For immunostaining, cells were fixed with 4% of paraformaldehyde solution in PBS (phosphate buffer saline) for 20 min. After being washed twice with buffer solution (0.05% Tween-20 in PBS), the cells were permeabilized with 0.1% Triton X-100 solution in PBS for 5 min. Then the sample was washed twice with the buffer again and the blocking solution (1% BSA in PBS) was applied for 30 min. Afterwards, the sample was incubated with the anti-Vinculin primary antibody (purchased from Invitrogen, used with 1∶400 dilution in blocking solution) for 1 hr at room temperature. The sample was washed three times (5 min for each) with the buffer solution. Finally, the sample was incubated for 50 min in a PBS solution containing Phalloidin (1∶400 dilution), Vinculin antibody (Invitrogen, 1∶400 dilution) and Hoechst (Invitrogen, 1/10000 dilution). The sample was then washed three times (5 min for each) with the buffer solution. Images were acquired using a Leica confocal microscope (TCS SP5 II) at randomly chosen areas of a sample, within 3 days after staining.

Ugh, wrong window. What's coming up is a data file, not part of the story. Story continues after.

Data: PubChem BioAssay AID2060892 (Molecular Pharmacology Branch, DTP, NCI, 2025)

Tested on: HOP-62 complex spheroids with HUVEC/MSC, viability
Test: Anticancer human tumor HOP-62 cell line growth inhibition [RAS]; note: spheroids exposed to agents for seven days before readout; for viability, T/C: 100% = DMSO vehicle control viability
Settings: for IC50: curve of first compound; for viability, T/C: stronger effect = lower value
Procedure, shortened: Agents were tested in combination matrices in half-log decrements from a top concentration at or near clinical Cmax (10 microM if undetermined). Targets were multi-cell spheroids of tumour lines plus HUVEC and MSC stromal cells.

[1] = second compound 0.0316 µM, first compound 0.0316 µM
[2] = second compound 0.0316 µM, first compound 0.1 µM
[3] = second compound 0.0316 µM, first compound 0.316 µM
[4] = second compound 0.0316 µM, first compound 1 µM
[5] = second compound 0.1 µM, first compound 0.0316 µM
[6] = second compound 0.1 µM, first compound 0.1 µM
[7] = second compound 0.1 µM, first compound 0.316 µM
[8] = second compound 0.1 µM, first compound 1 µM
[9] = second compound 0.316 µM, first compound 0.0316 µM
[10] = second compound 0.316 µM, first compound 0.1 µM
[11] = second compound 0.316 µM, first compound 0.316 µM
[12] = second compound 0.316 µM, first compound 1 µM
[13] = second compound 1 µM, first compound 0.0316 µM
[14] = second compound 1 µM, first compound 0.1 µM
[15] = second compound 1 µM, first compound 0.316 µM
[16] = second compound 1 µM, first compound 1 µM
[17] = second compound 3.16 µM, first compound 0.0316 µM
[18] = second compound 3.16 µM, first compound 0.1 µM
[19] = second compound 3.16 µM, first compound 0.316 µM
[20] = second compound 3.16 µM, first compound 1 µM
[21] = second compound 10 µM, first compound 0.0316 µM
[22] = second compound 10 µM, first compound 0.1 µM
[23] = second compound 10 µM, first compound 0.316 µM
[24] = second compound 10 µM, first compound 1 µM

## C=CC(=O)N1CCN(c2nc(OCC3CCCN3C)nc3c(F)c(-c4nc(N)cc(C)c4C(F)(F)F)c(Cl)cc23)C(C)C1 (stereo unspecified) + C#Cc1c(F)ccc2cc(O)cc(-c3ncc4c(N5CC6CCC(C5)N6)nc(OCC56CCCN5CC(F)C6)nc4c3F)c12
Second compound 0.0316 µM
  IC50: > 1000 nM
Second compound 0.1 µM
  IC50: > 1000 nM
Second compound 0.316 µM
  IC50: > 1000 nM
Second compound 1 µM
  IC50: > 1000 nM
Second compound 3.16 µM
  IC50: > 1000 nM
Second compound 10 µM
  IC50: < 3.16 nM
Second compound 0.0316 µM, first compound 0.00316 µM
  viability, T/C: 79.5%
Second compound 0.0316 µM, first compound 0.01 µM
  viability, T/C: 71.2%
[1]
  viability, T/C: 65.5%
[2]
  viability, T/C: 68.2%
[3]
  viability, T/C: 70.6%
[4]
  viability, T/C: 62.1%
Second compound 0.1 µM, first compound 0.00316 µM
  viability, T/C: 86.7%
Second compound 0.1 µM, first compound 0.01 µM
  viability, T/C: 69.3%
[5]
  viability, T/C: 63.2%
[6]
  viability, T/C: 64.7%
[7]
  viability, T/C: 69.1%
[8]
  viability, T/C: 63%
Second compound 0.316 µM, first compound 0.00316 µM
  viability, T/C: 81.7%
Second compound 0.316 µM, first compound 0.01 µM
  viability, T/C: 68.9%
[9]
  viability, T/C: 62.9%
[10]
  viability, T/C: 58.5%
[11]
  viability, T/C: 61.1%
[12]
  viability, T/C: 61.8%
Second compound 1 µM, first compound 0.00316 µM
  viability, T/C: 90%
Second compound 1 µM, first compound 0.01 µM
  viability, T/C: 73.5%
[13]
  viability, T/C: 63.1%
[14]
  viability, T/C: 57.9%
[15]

Quantitative analysis of cell morphology
Morphology analysis was conducted for the fixed cell samples based on immunofluorescence images. The morphological parameters were calculated using the “Measure Object Size and Shape” module in CellProfiler software (Broad Institute, USA) , . The cell orientation was calculated by fitting an ellipse to the cell body, so that a net cell alignment angle was obtained by measuring the angle between the cell's major axis and the fibril. We found that the software was able to correctly identify and segment both isolated and connected cells. It was able to compute the cell areas with reasonable accuracy. For example, the computed cell area for the untreated cells on bare PDMS was 600 m2 for most of the population, which corresponded to cells of 28 m in diameter. This compared well with the manual measurement of these approximately circular attached cells. The perimeter estimation was on the other hand less accurate and subject to underestimation since it heavily relied on the visibility of the cell edges when measured using fluorescence. Fine cellular protrusions with widths of m or below were not expected to be accounted for, since our imaging condition was limited by 1 pixel (0.51 m). Finally, it is noted that we did not exclude the small number of artifacts which apparently led to results of reduction in cell areas since they did not affect the overall statistical analysis.
Results and Discussion
Rapid single-step patterning